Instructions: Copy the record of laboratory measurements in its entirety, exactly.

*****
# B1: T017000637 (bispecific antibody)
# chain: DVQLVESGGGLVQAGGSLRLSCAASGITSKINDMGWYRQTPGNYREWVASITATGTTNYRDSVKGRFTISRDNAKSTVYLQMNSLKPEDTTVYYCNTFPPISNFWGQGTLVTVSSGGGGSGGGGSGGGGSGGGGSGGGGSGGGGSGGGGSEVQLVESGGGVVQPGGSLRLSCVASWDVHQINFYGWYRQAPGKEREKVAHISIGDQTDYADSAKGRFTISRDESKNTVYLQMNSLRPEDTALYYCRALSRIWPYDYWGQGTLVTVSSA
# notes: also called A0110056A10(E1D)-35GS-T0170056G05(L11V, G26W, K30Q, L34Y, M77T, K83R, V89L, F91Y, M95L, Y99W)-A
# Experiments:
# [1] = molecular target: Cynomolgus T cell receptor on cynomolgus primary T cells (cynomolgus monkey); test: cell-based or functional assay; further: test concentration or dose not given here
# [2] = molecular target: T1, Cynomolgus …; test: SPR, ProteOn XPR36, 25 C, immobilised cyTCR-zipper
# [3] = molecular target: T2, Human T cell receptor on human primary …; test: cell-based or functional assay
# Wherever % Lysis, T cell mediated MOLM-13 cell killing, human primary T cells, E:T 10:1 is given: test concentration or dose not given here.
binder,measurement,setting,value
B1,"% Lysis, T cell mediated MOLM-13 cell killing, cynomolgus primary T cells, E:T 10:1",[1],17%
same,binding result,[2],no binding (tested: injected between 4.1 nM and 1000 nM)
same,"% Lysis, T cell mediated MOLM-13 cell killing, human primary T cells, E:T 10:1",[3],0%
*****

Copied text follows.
# B1: T017000637 (bispecific antibody)
# chain: DVQLVESGGGLVQAGGSLRLSCAASGITSKINDMGWYRQTPGNYREWVASITATGTTNYRDSVKGRFTISRDNAKSTVYLQMNSLKPEDTTVYYCNTFPPISNFWGQGTLVTVSSGGGGSGGGGSGGGGSGGGGSGGGGSGGGGSGGGGSEVQLVESGGGVVQPGGSLRLSCVASWDVHQINFYGWYRQAPGKEREKVAHISIGDQTDYADSAKGRFTISRDESKNTVYLQMNSLRPEDTALYYCRALSRIWPYDYWGQGTLVTVSSA
# notes: also called A0110056A10(E1D)-35GS-T0170056G05(L11V, G26W, K30Q, L34Y, M77T, K83R, V89L, F91Y, M95L, Y99W)-A
# Experiments:
# [1] = molecular target: Cynomolgus T cell receptor on cynomolgus primary T cells (cynomolgus monkey); test: cell-based or functional assay; further: test concentration or dose not given here
# [2] = molecular target: T1, Cynomolgus …; test: SPR, ProteOn XPR36, 25 C, immobilised cyTCR-zipper
# [3] = molecular target: T2, Human T cell receptor on human primary …; test: cell-based or functional assay
# Wherever % Lysis, T cell mediated MOLM-13 cell killing, human primary T cells, E:T 10:1 is given: test concentration or dose not given here.
binder,measurement,setting,value
B1,"% Lysis, T cell mediated MOLM-13 cell killing, cynomolgus primary T cells, E:T 10:1",[1],17%
same,binding result,[2],no binding (tested: injected between 4.1 nM and 1000 nM)
same,"% Lysis, T cell mediated MOLM-13 cell killing, human primary T cells, E:T 10:1",[3],0%